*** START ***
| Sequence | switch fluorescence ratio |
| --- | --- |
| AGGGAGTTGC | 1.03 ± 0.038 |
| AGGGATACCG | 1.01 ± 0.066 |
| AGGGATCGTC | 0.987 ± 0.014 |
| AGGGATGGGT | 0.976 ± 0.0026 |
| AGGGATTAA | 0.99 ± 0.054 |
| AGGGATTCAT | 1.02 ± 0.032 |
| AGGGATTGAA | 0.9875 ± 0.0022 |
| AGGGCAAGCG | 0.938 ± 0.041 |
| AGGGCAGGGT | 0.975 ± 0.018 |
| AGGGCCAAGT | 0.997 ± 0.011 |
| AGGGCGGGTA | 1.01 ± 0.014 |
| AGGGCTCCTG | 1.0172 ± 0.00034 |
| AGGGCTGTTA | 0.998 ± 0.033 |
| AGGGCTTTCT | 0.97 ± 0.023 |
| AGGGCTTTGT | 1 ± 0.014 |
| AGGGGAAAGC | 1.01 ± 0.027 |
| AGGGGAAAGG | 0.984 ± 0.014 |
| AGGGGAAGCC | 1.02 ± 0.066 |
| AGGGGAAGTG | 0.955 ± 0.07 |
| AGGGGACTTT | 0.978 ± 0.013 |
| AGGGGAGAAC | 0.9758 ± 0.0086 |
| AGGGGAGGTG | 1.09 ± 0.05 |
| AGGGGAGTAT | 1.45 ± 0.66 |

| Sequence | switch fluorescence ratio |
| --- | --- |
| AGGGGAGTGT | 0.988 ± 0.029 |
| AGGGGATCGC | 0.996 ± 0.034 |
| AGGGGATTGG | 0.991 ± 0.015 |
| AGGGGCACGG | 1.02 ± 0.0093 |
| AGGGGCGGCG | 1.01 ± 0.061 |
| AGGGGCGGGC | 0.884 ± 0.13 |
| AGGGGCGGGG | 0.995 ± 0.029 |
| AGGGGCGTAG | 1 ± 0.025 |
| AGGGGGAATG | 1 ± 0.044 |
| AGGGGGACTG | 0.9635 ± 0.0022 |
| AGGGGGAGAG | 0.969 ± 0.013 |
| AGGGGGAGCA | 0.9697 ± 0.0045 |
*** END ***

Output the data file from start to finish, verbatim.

| Sequence | switch fluorescence ratio |
| --- | --- |
| AGGGAGTTGC | 1.03 ± 0.038 |
| AGGGATACCG | 1.01 ± 0.066 |
| AGGGATCGTC | 0.987 ± 0.014 |
| AGGGATGGGT | 0.976 ± 0.0026 |
| AGGGATTAA | 0.99 ± 0.054 |
| AGGGATTCAT | 1.02 ± 0.032 |
| AGGGATTGAA | 0.9875 ± 0.0022 |
| AGGGCAAGCG | 0.938 ± 0.041 |
| AGGGCAGGGT | 0.975 ± 0.018 |
| AGGGCCAAGT | 0.997 ± 0.011 |
| AGGGCGGGTA | 1.01 ± 0.014 |
| AGGGCTCCTG | 1.0172 ± 0.00034 |
| AGGGCTGTTA | 0.998 ± 0.033 |
| AGGGCTTTCT | 0.97 ± 0.023 |
| AGGGCTTTGT | 1 ± 0.014 |
| AGGGGAAAGC | 1.01 ± 0.027 |
| AGGGGAAAGG | 0.984 ± 0.014 |
| AGGGGAAGCC | 1.02 ± 0.066 |
| AGGGGAAGTG | 0.955 ± 0.07 |
| AGGGGACTTT | 0.978 ± 0.013 |
| AGGGGAGAAC | 0.9758 ± 0.0086 |
| AGGGGAGGTG | 1.09 ± 0.05 |
| AGGGGAGTAT | 1.45 ± 0.66 |

| Sequence | switch fluorescence ratio |
| --- | --- |
| AGGGGAGTGT | 0.988 ± 0.029 |
| AGGGGATCGC | 0.996 ± 0.034 |
| AGGGGATTGG | 0.991 ± 0.015 |
| AGGGGCACGG | 1.02 ± 0.0093 |
| AGGGGCGGCG | 1.01 ± 0.061 |
| AGGGGCGGGC | 0.884 ± 0.13 |
| AGGGGCGGGG | 0.995 ± 0.029 |
| AGGGGCGTAG | 1 ± 0.025 |
| AGGGGGAATG | 1 ± 0.044 |
| AGGGGGACTG | 0.9635 ± 0.0022 |
| AGGGGGAGAG | 0.969 ± 0.013 |
| AGGGGGAGCA | 0.9697 ± 0.0045 |